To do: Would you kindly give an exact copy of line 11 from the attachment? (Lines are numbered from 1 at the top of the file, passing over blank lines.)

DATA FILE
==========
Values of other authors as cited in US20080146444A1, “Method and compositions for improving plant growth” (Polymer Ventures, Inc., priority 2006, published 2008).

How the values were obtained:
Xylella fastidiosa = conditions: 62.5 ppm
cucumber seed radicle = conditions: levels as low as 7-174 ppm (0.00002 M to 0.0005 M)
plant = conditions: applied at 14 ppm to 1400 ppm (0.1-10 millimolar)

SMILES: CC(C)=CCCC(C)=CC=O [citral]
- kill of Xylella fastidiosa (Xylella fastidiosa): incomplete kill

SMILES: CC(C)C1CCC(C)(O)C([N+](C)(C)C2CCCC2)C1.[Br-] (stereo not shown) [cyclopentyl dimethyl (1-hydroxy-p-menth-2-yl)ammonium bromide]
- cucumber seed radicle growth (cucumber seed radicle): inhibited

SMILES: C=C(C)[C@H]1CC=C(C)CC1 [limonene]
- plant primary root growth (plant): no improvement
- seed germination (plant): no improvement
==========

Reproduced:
- plant primary root growth (plant): no improvement